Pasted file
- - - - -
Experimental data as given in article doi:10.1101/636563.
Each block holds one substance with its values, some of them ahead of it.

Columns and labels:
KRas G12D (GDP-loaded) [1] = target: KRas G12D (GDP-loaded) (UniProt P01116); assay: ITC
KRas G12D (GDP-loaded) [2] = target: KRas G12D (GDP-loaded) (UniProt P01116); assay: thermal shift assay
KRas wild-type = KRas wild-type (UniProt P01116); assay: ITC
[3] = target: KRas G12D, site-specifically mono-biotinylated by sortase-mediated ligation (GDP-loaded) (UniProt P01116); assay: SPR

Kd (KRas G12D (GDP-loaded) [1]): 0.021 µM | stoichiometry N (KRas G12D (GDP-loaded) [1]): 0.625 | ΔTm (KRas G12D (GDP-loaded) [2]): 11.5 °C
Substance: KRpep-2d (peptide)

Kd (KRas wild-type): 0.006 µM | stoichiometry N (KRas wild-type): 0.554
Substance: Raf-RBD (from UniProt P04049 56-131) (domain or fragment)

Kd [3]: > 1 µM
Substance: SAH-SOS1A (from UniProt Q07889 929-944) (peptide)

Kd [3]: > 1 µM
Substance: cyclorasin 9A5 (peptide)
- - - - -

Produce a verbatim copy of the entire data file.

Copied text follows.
Experimental data as given in article doi:10.1101/636563.
Each block holds one substance with its values, some of them ahead of it.

Columns and labels:
KRas G12D (GDP-loaded) [1] = target: KRas G12D (GDP-loaded) (UniProt P01116); assay: ITC
KRas G12D (GDP-loaded) [2] = target: KRas G12D (GDP-loaded) (UniProt P01116); assay: thermal shift assay
KRas wild-type = KRas wild-type (UniProt P01116); assay: ITC
[3] = target: KRas G12D, site-specifically mono-biotinylated by sortase-mediated ligation (GDP-loaded) (UniProt P01116); assay: SPR

Kd (KRas G12D (GDP-loaded) [1]): 0.021 µM | stoichiometry N (KRas G12D (GDP-loaded) [1]): 0.625 | ΔTm (KRas G12D (GDP-loaded) [2]): 11.5 °C
Substance: KRpep-2d (peptide)

Kd (KRas wild-type): 0.006 µM | stoichiometry N (KRas wild-type): 0.554
Substance: Raf-RBD (from UniProt P04049 56-131) (domain or fragment)

Kd [3]: > 1 µM
Substance: SAH-SOS1A (from UniProt Q07889 929-944) (peptide)

Kd [3]: > 1 µM
Substance: cyclorasin 9A5 (peptide)